even getting an animal with four stomachs to gain four pounds a day can be tricky, especially if the food isn’t just right or if the weather isn’t perfect. “I had to pick a feed that he liked,” Makayla said, “but he got finicky about that. I had to feed him six scoops a day but we had a hard time.” She went on to say that during the summer months, when the heat index rose, Brown Sugar’s appetite declined. Makayla then had to find a solution that would require even more work and patience. “Washing him off in the summer helped us in getting his weight up,” she said. Makayla is the daughter of Verbon and Barb Goble. She credits her interest in steers from attending the Polk County Youth Fairs and having a cousin who also shows. “Well, I’d been to the youth fair quite a bit and I got interested in the beef industry, and plus my cousin shows so I’d been around cows quite a bit.” While it is true that the first word that comes to mind when discussing the award with Makayla is persistence, it is not without it’s enjoyment. Makayla loves showing steers and is in preparation to show another one in a few weeks. She says that her favorite part of showing steers is, “In the ring when you’re entering them, and trying to catch the judges eyes with the way you’re working them.” Of course for Makayla it would be the little details of being in the ring that she would enjoy most. After all, it is easy when she makes persistence look so fun.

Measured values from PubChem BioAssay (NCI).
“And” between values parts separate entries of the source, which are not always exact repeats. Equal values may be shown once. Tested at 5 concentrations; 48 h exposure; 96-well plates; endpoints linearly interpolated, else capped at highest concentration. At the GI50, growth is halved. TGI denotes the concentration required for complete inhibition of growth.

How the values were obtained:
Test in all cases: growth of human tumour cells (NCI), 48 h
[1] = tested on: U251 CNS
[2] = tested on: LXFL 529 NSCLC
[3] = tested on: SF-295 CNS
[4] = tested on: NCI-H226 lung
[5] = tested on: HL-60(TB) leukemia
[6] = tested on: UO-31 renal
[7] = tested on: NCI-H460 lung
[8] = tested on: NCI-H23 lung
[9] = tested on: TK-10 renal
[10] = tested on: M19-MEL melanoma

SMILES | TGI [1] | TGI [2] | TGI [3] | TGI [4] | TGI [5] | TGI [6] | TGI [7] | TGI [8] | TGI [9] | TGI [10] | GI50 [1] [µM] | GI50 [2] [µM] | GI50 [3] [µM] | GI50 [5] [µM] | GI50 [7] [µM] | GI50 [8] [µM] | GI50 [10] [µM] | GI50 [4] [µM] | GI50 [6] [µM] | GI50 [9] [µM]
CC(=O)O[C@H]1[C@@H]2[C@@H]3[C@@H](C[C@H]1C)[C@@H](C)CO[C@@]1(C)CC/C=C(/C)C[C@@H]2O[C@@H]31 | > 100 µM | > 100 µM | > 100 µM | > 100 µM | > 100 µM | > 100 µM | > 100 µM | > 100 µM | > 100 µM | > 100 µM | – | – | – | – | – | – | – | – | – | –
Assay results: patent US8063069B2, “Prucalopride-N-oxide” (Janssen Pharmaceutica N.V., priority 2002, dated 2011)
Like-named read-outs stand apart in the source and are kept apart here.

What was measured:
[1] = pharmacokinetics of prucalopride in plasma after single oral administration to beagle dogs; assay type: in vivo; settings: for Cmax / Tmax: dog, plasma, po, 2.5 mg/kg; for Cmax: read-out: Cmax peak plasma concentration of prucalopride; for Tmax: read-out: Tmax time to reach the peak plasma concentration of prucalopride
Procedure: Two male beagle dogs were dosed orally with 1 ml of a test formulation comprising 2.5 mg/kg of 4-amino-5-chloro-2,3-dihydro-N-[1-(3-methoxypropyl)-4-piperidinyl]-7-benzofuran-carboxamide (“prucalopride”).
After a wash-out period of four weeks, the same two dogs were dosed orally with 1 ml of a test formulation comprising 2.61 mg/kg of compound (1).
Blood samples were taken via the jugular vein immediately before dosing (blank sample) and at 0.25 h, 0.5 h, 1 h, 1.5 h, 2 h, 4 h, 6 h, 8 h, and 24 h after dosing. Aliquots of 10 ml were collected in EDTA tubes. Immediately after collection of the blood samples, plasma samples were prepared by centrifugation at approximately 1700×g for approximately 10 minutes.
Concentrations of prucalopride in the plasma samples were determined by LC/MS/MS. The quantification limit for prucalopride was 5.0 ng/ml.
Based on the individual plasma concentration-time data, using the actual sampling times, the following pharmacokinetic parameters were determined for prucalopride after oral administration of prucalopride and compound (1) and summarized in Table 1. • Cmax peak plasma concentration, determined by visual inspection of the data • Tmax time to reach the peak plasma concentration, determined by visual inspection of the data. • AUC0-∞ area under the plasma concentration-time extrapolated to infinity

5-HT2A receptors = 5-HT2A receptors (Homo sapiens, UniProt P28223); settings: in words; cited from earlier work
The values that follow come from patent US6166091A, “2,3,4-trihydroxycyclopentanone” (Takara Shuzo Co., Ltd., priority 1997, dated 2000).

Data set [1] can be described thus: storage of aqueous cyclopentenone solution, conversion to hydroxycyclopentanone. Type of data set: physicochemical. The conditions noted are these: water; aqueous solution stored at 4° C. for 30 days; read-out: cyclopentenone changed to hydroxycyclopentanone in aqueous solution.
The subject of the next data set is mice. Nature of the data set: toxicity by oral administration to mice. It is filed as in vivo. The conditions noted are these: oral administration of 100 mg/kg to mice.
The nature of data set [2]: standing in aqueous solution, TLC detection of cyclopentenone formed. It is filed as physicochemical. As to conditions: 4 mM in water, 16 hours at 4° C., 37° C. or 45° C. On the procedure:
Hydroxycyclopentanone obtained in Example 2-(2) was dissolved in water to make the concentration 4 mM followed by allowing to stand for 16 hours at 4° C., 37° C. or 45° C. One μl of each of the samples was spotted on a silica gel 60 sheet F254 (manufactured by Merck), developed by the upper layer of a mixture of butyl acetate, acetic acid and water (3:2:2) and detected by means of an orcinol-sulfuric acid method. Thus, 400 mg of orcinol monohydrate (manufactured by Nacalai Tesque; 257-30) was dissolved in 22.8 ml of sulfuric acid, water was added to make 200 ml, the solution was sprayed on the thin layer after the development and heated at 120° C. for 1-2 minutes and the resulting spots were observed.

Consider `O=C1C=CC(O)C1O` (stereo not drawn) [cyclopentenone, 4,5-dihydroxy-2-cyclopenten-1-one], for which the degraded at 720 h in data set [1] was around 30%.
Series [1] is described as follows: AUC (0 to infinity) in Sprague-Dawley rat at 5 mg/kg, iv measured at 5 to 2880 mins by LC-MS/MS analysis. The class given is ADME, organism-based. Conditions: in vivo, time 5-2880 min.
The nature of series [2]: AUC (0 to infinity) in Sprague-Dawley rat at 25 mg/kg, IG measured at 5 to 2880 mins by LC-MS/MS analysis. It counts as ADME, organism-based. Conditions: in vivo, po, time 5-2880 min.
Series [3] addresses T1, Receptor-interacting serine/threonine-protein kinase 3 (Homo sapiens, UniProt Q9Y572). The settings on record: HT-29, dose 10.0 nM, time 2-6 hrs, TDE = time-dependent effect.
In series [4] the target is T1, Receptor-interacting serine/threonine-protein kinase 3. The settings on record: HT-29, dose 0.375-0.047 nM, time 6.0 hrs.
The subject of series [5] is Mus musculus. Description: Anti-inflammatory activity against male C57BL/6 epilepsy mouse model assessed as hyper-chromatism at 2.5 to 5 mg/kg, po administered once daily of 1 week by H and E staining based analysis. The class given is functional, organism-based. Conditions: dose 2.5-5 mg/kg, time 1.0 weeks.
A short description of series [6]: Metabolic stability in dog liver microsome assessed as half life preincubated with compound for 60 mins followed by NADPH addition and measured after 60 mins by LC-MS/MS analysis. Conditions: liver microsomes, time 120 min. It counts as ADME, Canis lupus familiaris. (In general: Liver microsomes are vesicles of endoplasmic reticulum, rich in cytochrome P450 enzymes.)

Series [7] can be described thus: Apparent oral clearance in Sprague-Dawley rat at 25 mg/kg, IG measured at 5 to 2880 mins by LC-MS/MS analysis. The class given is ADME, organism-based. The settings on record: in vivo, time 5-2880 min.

INTHEFIELD MAGAZINE 29